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A Kanye West Opera “Mary” At Lincoln Center’s David Geffen Hall, Sunday, December 22nd, 2019, Reviewed

There are things about Kanye West’s Christmas story opera “Mary” that are so amateurish you’ve seen better High School productions, but the most important thing, the music, isn’t one of them; the interspersing of “Can’t Tell Me Nothing” into the Sunday Service choirs high end Christian hymns arranged for voices and brass, is as great a moment as Kanye has ever given us. Up to his eyeballs in Christianity, preaching the word wherever he goes, bringing his children and wife to New York City and presenting “Mary,” which takes us from Elizabeth, Mary’s cousin, late life pregnancy to Joseph returning to Nazareth after being chased to Egypt with Mary and baby, Kanye has one subject and it is a game of thrones (his for His) and it doesn’t work. But it is excellent solely because  Kanye presents it with some of the most beautiful music of his career.

West, artist of the decade, matters not because he is bi-polar or riddled in guilt over his mother’s death, or married to a reality star. None of it counts, what counts is everything else. West hasn’t made a musical mistake in the 2010s, from “Runaway” to “Closed On Sunday,” he has remained at the top of his form while Beyonce, Taylor Swift, Jay Z, and Drake have faltered, Kanye hasn’t come close. This year word began to drift down that West had found God, and was performing Sunday Services from Coachella to the Apollo. The David Letterman interview found Kanye presenting his Services to the public, West’s first opera  Nebuchadnezzar,  was performed at the Hollywood Bowl, November 24th, and “Mary” was presented at Art Basel on December 8th. Reviews for “Nebuchadnezzar” were dreadful and for “Mary” better but not that much better. Even last night’s performance (December 22nd for those of you visiting from the future), couldn’t get past the presentation, couldn’t get past West’s awful narration, and despite the visual beauty (and nobody painted silver from head to toe like Art Basel), the evening seemed heartfelt yet amateurish.

The doors were at seven and “Mary” was meant to start at eight. I arrived at 745pm just to be on the safe side, and 90 minutes later the lights dimmed as Kanye’s wife and three of his children were seated in a private box .A member of the audience shouted, “I love You, Kim” and daughter North West responded “I love you, too” starting one of those things you never thought you’d hear at a West presentation.  The show wasn’t sold out but the cheapest tickets, the $200 ones where I was sitting, certainly were,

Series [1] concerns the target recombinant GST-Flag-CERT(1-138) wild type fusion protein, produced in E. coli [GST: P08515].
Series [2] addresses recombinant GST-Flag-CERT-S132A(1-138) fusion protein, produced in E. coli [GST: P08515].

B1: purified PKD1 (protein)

From the beginning Sunday Service choir’s multi-verse singers at the top of the stage  ruled the evening. There were soloists mentioned in the playbill but the only one I heard all night was one of the wise men performing a verse of “The Little Drummer Boy”. Otherwise, the choir handled the singing (I heard there were 100 members but it looked more like fifty to me) and the brass section (20 members) handled the music, and percussion was the third musical element, to the left, and that was all. .

So far, so good, but in his rush to present “Mary” Kanye failed to get the actors to signify at all. It was reminiscent of Radio City’s living tableaux ending to their “Christmas Spectacular”. A chorus of male dancers moved around the stage and whenever a transition occurred, stood stock still. As did the rest of the cast, when Mary meets with Elizabeth they circle each other before stopping completely while Kanye narrates.

Ah yes, Kanye’s narration, taken directly from the Bible for dummies text, is a cold, clear whatever. At his worst, he skipped Iines, stumbled, doubled back on himself. At his best, during Herod’s proclamation that every male (Kanye says every child, for some woke reason), under two years of age will be put to death, his anger is palpable, as is his passion. But it is all scarily unprofessional, and the entire direction by Vanessa Beecroft, is incomplete and much of the ensemble spend their time milling around and moving without fluidity or purpose.

But we are not there for anything but the music, and the music is sublime arrangements for choir of classic hymns such as “Gloria in excelsis Deo”. There was never a moment when the music was less then monumental. When Kanye turned to his own catalog, he pulled out the lyric and arranged the songs for many voices. “Can’t Say Nothing” “Devil In A blue Dress”, and  “Power” were among the highlights. . With “Power” he abbreviates the song to the bridge that leads to the “jumping out the window” as  Herod slaughters the infants of Bethlehem. Stripping away the song is huge for the way we hear it, and, as fans, the knowledge we have of the music lyrics, adds a dimension to Herod that shouldn’t be there at all.

In a recent interview with James Corden, West explained that in 2018 he lost $35M, in 2019 he received a tax rebate of $68M. “That’s God showing off,” he claimed. West has that sort of faith, new, and all encompassing, he can’t and won’t maneuver away from what belief in God has given him where his job is to work tirelessly for God the same way he worked tirelessly for Jay Z. That leads him to an opera like “Mary”,” it needs work but the music doesn’t need anything. Kanye is one of the greatest, and one of the strangest, pop superstars ever. He isn’t a dilettante, his sincerity is overwhelming.. He means everything. He means this.

Music: A

Production: C+

Grade: B+

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